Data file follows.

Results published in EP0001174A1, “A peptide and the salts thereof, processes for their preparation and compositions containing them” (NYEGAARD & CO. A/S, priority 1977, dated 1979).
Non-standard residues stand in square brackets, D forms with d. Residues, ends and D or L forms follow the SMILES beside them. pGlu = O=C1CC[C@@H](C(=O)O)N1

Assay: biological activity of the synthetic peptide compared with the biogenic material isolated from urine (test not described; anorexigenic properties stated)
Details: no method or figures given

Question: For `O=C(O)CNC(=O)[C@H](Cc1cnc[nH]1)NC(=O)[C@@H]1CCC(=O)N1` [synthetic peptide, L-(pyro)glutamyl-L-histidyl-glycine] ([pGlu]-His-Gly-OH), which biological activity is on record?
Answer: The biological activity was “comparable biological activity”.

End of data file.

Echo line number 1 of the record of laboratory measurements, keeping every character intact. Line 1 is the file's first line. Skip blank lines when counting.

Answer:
Results published in EP0001174A1, “A peptide and the salts thereof, processes for their preparation and compositions containing them” (NYEGAARD & CO. A/S, priority 1977, dated 1979).